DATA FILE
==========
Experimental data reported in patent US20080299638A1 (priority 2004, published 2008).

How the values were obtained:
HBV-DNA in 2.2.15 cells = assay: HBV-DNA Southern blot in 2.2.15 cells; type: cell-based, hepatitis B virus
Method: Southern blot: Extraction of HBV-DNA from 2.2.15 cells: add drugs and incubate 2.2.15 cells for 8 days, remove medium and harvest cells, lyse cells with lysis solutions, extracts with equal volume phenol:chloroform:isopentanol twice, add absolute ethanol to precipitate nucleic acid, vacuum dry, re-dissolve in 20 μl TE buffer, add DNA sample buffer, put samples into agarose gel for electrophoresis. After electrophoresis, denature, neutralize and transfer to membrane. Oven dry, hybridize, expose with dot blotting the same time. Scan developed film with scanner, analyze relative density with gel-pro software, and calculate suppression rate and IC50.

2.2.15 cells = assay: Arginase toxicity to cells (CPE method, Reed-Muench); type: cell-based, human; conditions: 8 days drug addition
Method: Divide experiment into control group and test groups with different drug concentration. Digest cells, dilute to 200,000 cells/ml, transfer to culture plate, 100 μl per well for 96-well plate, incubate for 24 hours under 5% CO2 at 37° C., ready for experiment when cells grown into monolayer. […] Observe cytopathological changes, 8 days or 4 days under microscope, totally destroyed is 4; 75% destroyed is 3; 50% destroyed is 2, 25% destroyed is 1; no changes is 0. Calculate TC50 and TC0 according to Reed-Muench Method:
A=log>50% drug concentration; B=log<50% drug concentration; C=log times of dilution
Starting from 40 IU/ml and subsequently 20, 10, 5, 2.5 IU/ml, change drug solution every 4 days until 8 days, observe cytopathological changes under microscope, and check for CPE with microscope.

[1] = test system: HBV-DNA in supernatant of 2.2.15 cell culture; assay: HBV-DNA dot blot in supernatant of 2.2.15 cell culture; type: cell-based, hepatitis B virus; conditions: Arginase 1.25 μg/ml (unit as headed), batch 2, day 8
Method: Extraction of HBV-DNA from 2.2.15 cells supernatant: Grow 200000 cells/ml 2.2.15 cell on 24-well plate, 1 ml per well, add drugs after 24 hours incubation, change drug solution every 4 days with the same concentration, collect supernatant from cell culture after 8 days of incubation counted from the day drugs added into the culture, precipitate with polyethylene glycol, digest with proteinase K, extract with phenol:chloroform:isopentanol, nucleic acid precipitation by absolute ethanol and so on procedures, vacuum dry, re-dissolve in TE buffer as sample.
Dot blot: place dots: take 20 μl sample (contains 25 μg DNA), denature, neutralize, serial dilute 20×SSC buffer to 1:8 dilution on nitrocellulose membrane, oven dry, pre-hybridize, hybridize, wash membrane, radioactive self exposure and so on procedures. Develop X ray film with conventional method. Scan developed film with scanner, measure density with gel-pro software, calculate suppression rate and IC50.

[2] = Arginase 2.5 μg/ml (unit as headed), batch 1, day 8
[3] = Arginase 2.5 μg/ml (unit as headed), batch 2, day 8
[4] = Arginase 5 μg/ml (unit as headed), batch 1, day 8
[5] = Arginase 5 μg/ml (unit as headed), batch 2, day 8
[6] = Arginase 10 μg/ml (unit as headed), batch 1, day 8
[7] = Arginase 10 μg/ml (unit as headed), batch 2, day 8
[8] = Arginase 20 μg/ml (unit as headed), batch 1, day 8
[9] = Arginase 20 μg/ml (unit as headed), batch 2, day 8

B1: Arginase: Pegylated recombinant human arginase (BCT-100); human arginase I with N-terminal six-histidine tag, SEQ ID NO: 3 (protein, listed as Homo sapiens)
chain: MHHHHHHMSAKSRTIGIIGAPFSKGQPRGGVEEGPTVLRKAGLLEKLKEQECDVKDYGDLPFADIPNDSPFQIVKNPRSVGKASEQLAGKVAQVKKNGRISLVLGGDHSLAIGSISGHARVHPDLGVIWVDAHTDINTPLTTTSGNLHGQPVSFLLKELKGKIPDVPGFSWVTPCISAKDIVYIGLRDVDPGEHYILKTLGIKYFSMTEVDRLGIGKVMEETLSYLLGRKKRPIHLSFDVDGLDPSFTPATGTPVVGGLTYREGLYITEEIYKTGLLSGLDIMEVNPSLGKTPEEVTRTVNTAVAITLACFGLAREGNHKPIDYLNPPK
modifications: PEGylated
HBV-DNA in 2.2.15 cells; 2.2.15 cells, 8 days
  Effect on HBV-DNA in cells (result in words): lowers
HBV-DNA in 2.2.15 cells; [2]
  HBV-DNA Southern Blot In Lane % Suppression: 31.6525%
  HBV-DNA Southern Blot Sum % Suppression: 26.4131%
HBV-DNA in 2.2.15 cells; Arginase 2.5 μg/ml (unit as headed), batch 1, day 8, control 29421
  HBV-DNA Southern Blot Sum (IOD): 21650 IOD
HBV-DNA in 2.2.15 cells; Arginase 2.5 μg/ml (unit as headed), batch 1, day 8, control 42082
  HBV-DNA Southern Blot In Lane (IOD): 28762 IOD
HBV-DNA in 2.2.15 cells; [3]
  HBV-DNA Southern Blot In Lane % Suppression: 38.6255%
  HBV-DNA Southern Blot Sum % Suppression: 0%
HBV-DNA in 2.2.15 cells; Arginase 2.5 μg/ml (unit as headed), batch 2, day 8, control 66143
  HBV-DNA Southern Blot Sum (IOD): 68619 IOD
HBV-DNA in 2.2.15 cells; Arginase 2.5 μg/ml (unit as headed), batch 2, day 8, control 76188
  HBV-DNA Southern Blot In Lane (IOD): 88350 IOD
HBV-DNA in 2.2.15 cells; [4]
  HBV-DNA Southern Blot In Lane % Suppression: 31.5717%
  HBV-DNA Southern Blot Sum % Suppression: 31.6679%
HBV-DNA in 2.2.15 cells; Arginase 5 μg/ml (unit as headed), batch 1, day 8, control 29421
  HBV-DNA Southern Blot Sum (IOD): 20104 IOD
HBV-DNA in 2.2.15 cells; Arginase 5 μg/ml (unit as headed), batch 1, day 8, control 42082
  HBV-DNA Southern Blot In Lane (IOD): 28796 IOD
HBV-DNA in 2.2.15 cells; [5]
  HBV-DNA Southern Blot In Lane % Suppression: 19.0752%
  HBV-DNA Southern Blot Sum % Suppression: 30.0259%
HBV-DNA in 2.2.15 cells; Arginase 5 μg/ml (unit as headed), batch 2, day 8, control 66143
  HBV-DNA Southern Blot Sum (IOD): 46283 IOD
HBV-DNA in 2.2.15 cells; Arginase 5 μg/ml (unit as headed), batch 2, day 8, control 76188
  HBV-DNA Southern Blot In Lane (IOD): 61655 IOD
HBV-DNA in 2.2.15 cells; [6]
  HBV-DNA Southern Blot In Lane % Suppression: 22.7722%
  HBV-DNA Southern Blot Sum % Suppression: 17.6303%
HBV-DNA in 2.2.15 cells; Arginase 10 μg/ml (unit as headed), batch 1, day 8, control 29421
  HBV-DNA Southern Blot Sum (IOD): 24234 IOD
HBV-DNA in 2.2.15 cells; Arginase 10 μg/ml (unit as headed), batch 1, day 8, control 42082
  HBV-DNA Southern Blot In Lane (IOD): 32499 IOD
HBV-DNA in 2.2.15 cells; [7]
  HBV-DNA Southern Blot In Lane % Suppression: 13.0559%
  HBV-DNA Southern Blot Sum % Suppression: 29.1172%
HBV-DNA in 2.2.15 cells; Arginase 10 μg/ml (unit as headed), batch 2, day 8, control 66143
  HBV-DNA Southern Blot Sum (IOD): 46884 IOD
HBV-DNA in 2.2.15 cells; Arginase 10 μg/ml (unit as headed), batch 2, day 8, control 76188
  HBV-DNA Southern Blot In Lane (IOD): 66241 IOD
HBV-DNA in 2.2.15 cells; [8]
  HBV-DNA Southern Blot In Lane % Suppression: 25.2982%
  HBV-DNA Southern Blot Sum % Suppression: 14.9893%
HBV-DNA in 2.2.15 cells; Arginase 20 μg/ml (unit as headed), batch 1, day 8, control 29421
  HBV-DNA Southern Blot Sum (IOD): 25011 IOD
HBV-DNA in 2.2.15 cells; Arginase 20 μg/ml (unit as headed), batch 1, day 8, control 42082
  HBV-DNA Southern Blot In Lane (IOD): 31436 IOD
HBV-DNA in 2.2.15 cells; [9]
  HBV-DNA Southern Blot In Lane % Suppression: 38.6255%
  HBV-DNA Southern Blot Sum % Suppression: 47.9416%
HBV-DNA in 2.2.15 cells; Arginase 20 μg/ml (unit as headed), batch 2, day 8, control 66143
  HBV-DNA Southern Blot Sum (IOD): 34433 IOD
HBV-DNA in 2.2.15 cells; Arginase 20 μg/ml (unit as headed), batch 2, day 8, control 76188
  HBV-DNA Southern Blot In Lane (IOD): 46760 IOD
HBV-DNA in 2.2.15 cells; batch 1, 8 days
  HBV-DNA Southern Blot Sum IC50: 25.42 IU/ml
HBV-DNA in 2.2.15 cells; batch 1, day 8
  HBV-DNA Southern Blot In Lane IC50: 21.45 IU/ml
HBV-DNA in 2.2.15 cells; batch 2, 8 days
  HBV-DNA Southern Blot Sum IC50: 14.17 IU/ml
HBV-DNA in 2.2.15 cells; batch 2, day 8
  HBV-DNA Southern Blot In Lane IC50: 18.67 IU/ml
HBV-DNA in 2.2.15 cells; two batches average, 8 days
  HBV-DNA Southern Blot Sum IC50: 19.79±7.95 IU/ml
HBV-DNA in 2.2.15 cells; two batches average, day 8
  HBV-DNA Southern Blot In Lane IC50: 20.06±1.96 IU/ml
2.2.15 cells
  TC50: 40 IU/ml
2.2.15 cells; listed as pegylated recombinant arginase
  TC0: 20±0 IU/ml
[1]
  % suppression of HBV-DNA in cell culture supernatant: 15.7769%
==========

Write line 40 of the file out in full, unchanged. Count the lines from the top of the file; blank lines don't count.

  HBV-DNA Southern Blot In Lane % Suppression: 31.5717%